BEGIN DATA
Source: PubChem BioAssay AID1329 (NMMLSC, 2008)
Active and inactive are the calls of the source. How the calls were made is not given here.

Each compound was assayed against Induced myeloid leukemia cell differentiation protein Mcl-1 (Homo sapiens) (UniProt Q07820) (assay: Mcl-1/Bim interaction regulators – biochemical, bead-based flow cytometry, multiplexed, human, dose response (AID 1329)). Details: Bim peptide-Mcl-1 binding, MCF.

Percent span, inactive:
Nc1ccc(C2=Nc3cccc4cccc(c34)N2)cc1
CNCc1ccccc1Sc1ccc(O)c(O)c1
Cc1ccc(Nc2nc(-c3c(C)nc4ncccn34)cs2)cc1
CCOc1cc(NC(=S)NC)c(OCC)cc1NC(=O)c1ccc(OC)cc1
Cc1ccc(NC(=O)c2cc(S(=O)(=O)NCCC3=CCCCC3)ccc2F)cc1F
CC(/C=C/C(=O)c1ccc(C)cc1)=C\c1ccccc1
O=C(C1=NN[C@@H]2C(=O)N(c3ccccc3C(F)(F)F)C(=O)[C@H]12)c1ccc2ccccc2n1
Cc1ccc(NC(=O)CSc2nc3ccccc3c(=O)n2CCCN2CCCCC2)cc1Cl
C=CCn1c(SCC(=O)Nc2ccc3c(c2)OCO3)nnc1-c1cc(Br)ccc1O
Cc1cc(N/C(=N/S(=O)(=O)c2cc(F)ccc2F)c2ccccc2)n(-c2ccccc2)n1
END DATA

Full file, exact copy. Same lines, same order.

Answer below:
Source: PubChem BioAssay AID1329 (NMMLSC, 2008)
Active and inactive are the calls of the source. How the calls were made is not given here.

Each compound was assayed against Induced myeloid leukemia cell differentiation protein Mcl-1 (Homo sapiens) (UniProt Q07820) (assay: Mcl-1/Bim interaction regulators – biochemical, bead-based flow cytometry, multiplexed, human, dose response (AID 1329)). Details: Bim peptide-Mcl-1 binding, MCF.

Percent span, inactive:
Nc1ccc(C2=Nc3cccc4cccc(c34)N2)cc1
CNCc1ccccc1Sc1ccc(O)c(O)c1
Cc1ccc(Nc2nc(-c3c(C)nc4ncccn34)cs2)cc1
CCOc1cc(NC(=S)NC)c(OCC)cc1NC(=O)c1ccc(OC)cc1
Cc1ccc(NC(=O)c2cc(S(=O)(=O)NCCC3=CCCCC3)ccc2F)cc1F
CC(/C=C/C(=O)c1ccc(C)cc1)=C\c1ccccc1
O=C(C1=NN[C@@H]2C(=O)N(c3ccccc3C(F)(F)F)C(=O)[C@H]12)c1ccc2ccccc2n1
Cc1ccc(NC(=O)CSc2nc3ccccc3c(=O)n2CCCN2CCCCC2)cc1Cl
C=CCn1c(SCC(=O)Nc2ccc3c(c2)OCO3)nnc1-c1cc(Br)ccc1O
Cc1cc(N/C(=N/S(=O)(=O)c2cc(F)ccc2F)c2ccccc2)n(-c2ccccc2)n1